The problem that swap keeps increasing in jetson nano

Every time I run a program or compile some source code, the Mem space is not fully used and part of the swap space is used. After I closed the program, the swap space was not released. I want to know what the role of swap space is and why the swap space is not released.


Welcome to the NVIDIA Developer forums! Your topic will be best served in the Jetson category.

I will move this post over for visibility.


Swap space is “virtual” memory. This is used only in user space programs (not drivers). All of the reasons is a rather large topic, but before I mention that, I’ll make some notes about buffer and cache memory (which have a principle that is similar, but easier to understand due to being less complicated “under the covers”).

Any time you have RAM which isn’t being used it is wasted. You’ve heard of CPUs themselves having cache RAM, and more expensive CPUs have more cache, often at different levels. That is dedicated cache. Any time you read or write a file in the file system it takes time to access the disk. If the file is read once, and from then on stored in RAM until changed, then future reads and writes are much faster. The trick becomes one of making sure the actual disk gets written before the system shuts down. Simply putting this in RAM is what cache or buffer might do, and swap is something of a variant in reverse.

Since that cache or buffer memory is not mandatory, but is being attached to things which have a more authoritative source (but a source which is slower), it implies the memory is available on short notice. The cache or buffer can have whatever it applies to written/flushed out to its parent device. Then the RAM becomes available. The system does not know when “pressure” will become high enough that something of higher priority will need RAM, so it just stays there as cache or buffer until conditions cause release. There is no harm or loss because the RAM was not being used for anything. This is not dedicated RAM, it has a temporary use.

Swap is the inverse. There isn’t enough RAM, and so the system puts that memory onto a disk device (it isn’t always really a disk, although that memory is treated as a disk…more on this below). The swap space is unused, so there is no need to free it. The CPU needs more memory for something that is perhaps low priority, and running in the background, so there isn’t much of a performance hit for this process that isn’t yet scheduled to run (remember this is “multitasking”…things may seem continuous, but the CPU cores are switching processes constantly, and it is more like fast frames of a movie making the system appear continuous and smooth).

Imagine for example a web browser that has several tabs open, but only one is in the foreground. If you don’t have enough RAM to also run drivers (such as networking that feeds the browser), then you’d have to kill that user space program/process. Instead of killing it, why not put its RAM requirements on disk (at least for the thread or process which is in the background)? Until you bring that back to the foreground there isn’t any need to release it. If you’ve exited that browser, then you can perform a lazy release since release may in fact still take CPU cycles.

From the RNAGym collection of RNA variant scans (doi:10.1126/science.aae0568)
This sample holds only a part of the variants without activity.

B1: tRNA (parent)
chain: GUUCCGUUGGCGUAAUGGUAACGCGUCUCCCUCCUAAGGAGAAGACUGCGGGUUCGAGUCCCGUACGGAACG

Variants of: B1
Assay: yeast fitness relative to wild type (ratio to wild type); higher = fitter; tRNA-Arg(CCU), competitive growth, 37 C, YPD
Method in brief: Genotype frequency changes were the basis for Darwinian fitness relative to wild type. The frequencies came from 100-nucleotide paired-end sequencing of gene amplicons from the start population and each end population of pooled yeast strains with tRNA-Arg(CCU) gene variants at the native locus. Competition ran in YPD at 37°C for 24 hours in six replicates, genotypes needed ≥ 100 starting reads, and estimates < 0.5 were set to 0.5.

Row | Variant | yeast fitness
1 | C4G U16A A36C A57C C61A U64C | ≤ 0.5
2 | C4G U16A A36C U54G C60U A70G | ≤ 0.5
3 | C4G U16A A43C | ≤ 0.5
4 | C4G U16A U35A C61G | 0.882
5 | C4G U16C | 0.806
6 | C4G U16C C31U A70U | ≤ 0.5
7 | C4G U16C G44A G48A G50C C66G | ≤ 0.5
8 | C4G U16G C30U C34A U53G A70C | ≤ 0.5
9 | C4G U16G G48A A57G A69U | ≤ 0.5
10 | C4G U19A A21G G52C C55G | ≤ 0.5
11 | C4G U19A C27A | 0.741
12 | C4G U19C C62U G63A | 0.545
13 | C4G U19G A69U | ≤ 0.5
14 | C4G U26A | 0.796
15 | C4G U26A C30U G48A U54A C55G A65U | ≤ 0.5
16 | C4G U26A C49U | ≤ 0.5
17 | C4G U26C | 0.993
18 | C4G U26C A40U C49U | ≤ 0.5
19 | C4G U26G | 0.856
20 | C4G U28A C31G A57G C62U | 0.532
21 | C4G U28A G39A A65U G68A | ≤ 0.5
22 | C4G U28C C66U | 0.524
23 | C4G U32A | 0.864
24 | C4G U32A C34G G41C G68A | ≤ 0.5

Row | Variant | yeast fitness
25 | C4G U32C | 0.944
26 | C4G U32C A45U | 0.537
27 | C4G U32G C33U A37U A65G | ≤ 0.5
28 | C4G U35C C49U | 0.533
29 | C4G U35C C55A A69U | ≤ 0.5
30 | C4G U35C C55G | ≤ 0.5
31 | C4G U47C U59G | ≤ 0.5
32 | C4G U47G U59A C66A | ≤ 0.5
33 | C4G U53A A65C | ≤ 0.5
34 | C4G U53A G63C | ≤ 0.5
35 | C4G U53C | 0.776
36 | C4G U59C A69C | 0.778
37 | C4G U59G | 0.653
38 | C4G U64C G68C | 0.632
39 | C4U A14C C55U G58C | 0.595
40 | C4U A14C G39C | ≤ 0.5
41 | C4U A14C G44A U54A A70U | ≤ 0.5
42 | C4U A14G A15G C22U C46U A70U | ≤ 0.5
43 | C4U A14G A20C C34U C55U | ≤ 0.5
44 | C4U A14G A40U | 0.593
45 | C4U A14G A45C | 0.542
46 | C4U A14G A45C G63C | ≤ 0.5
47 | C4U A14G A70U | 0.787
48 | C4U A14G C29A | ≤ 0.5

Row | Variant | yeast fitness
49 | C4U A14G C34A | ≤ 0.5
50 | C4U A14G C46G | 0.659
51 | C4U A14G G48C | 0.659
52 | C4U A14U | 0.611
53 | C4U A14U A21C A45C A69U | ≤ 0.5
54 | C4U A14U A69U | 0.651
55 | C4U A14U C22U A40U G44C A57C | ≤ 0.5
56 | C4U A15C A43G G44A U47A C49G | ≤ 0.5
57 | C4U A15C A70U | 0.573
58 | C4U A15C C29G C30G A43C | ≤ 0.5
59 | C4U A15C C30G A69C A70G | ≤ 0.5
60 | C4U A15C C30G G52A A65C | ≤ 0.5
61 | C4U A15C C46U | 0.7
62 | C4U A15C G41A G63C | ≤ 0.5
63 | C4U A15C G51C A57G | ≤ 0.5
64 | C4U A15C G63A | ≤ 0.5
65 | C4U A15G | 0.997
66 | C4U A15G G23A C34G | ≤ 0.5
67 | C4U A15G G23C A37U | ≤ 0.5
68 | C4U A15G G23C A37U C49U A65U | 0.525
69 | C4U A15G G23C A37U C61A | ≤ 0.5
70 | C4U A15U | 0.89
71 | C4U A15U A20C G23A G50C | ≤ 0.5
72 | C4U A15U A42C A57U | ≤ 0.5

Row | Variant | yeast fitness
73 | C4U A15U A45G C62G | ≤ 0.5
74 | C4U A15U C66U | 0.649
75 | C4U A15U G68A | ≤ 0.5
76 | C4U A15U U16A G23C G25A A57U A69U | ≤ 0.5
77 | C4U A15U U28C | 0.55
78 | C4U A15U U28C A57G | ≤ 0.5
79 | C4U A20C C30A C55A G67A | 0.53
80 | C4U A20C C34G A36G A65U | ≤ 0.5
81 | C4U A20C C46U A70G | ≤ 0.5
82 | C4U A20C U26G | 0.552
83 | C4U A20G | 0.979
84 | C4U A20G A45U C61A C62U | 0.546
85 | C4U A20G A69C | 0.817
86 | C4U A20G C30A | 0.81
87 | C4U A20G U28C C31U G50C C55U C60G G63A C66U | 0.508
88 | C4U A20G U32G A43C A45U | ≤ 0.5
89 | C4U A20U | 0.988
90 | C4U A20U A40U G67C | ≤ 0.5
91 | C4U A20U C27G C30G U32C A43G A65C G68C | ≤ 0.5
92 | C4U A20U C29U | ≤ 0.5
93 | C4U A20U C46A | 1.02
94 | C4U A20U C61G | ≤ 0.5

Usually though swap is disk storage with loopback covering it to look like physical RAM. Loopback can make block devices and memory devices change to look like something else despite being backed by either physical RAM or disk. Loopback is the great pretender. Sometimes one takes a chunk of RAM and makes it look like a disk. That seems like a bad idea because why would one swap from RAM to RAM? Not all programs or software know better and might try to swap even when there is plenty of RAM. Be very careful when you look at swap to see which device is backing that swap…it might be a ramdisk via loopback. Check this comand:
lsblk -f

See anything that is a loop device?

Another purpose for ramdisk is to save wear on solid state memory. If a program is constantly writing to disk, even though RAM is available, the solid state memory will wear out sooner. That’s one reason for adding swap in the form of ramdisk instead of actual disk backing.

Swap is normally backed by a fixed chunk of memory. That memory might be on a disk as a file, or it might be on a disk as a partition. It might even be loopback covering RAM that looks like a partition, but it is a fixed size dedicated to swap. Releasing that swap does not make the backing device become available. If swap has filled, then it does release for something else to swap. Unlike buffer or cache, which is the inverse of swap, you don’t get the backing store returned. The need of other programs to use swap, when swap is running out, is where the pressure comes to release swap. The need of programs or drivers to use physical RAM is what drives the pressure to release RAM in any temporary use, e.g., programs needing RAM will cut back on buffer/cache of disk operations, and you’ll see that.

An interesting program is xosview (you can “sudo apt-get install xosview”). It is a GUI memory and load indicator. You can drag the edge or corner to enlarge this. You’ll see memory use separated for types of use. That marked “USED” is actually used as is. This is something the system can’t stop use of without killing something. What you see as “BUFF” or “CACHE” isn’t really used, it is available, but something else will have lower performance when it gives up that RAM. In xosview swap does not show “different uses” because it is pretending to be only one type of memory: RAM. The total available swap though will not change regardless of whether something is using it or not (that’s because what is backing it matters; killing an application that used swap won’t delete partitions).

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